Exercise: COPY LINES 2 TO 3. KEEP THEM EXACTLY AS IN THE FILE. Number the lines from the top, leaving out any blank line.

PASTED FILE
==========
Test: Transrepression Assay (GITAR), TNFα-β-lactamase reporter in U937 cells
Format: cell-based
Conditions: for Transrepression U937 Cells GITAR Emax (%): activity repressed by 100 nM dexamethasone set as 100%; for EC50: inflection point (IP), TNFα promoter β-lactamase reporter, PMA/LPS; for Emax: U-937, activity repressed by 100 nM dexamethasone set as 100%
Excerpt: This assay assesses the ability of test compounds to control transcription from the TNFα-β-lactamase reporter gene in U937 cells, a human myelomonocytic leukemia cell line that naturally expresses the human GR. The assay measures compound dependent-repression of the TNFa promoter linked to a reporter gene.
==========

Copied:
Format: cell-based
Conditions: for Transrepression U937 Cells GITAR Emax (%): activity repressed by 100 nM dexamethasone set as 100%; for EC50: inflection point (IP), TNFα promoter β-lactamase reporter, PMA/LPS; for Emax: U-937, activity repressed by 100 nM dexamethasone set as 100%